BROWARD COUNTY, Fla. - Newly chosen Broward Health Interim CEO Beverly "Bev" Capasso hasn’t yet begun her new job, but she’s already facing some controversy.
The reason: Capasso as a Broward Health commissioner voted for herself at a special board meeting on Monday to take the job, which typically pays more than half a million dollars a year.
The Florida Ethics Code forbids public officials from voting on matters that inure to their personal gain. Local 10 has learned the Broward State Attorney’s Office has already requested a copy of the meeting audio as part of their ongoing investigation, but State Attorney spokesman Ron Ishoy refused to comment on the matter.
"We have an active investigation into Broward Health," said Ishoy. "We continue to request documents, issue subpoenas, and do interviews. We can’t discuss specific investigative procedures."
According to the audio recording of the special meeting, Capasso voted for herself only after assurances from Broward Health General Counsel Lynn Barrett that she could. When Capasso’s name was called to vote, an unidentified voice says, “She can’t vote on that,” and that’s when Barrett, who is reportedly a personal friend of Capasso’s, said she could indeed vote for herself for the position.
"You actually can," Barrett told Capasso, "under Robert’s Rules because she’s still a commissioner until she’s not. It’s the same rule that you can vote for yourself as chair, for example. We looked at that at the chair issue."
There is one major difference, however, between a commissioner voting for herself to CEO rather than chairman of the board –- the CEO position typically pays a hefty salary with generous benefits.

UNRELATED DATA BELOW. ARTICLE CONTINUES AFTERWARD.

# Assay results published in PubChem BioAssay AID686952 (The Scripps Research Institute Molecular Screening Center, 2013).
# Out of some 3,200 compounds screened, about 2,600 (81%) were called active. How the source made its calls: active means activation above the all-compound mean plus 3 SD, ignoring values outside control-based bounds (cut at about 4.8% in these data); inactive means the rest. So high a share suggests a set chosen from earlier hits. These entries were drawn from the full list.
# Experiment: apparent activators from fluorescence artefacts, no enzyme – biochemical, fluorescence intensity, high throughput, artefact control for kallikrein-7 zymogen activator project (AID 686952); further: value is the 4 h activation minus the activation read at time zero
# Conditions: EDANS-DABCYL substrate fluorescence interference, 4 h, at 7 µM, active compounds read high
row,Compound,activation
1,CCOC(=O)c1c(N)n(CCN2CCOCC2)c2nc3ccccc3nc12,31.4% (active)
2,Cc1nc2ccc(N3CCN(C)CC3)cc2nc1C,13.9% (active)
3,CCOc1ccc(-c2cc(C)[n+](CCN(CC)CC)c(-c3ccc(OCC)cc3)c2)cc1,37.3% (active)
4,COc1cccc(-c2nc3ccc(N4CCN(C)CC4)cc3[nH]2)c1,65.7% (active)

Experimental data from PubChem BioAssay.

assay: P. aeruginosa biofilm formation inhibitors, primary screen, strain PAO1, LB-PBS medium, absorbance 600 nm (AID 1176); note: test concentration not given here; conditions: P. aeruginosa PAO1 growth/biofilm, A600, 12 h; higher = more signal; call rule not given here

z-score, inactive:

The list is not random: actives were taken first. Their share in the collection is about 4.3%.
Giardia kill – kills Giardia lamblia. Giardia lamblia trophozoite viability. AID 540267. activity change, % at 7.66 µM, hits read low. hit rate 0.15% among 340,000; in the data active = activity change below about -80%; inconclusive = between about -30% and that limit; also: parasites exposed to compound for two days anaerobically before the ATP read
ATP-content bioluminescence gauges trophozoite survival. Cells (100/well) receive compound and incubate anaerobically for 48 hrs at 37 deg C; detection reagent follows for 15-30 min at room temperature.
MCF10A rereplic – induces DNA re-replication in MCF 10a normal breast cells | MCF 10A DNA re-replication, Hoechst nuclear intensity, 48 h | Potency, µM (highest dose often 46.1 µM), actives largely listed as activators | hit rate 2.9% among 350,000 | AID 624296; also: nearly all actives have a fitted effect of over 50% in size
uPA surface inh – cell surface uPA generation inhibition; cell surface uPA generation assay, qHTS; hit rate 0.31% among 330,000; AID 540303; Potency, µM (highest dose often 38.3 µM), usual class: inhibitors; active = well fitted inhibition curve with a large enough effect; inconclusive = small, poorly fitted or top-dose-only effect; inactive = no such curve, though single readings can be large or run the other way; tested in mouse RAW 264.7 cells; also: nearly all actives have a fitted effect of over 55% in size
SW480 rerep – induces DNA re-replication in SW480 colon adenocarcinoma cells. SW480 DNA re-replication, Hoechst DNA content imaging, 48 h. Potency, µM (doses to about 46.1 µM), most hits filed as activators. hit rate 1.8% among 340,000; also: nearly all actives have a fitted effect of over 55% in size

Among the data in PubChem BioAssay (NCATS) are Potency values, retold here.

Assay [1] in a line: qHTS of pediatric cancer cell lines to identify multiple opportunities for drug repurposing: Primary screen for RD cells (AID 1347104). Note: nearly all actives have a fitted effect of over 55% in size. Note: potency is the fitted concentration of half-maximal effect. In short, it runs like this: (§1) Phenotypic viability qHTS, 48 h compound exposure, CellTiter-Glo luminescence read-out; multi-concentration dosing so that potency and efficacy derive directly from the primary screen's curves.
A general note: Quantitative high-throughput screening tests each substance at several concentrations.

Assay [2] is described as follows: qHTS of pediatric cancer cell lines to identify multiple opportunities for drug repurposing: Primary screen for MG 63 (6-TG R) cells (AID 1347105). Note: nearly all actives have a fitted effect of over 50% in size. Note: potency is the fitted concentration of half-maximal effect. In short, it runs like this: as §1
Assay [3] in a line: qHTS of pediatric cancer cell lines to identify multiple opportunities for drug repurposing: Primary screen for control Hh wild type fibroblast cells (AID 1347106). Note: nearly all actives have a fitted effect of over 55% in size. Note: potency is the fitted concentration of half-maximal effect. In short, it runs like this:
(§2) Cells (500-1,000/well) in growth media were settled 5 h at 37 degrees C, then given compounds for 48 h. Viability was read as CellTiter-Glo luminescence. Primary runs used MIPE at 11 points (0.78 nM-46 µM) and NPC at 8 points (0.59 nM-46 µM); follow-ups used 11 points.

Broward Health spokeswoman Daniella Aird said Capasso was "unavailable" for comment and attempts to contact her by phone were unsuccessful.
Aird said that Barrett was at work today, but she was not willing to answer any questions about the vote. Aird also said Broward Health’s "process" was for questions to be submitted in writing. But Aird responded to a written request for the legal justification for Capasso’s vote with a general statement about Capasso’s credentials for the job.
Aird wrote that it "was a unanimous vote because Ms. Capasso has extensive and valuable experience as an executive in the healthcare industry, as well as a deep understanding of public healthcare systems."
Salary and benefits have not been specified for Capasso when she replaces current interim CEO Kevin Fusco, who retires on May 26. She will be the third chief executive to take the helm at the deeply troubled agency since former CEO Nabil Sanadi committed suicide in January 2016 amid numerous allegations of wrongdoing at the agency that are now under investigation by the both the state and the FBI.
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